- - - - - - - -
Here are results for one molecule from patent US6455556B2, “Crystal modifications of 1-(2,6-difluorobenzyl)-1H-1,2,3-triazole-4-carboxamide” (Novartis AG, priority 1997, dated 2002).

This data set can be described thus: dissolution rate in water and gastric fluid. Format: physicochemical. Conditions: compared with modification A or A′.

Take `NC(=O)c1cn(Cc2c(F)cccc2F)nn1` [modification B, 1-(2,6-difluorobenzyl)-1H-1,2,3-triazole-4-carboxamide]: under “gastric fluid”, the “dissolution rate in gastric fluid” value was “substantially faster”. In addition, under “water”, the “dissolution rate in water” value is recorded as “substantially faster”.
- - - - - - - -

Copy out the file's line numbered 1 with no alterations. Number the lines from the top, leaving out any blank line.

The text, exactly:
Here are results for one molecule from patent US6455556B2, “Crystal modifications of 1-(2,6-difluorobenzyl)-1H-1,2,3-triazole-4-carboxamide” (Novartis AG, priority 1997, dated 2002).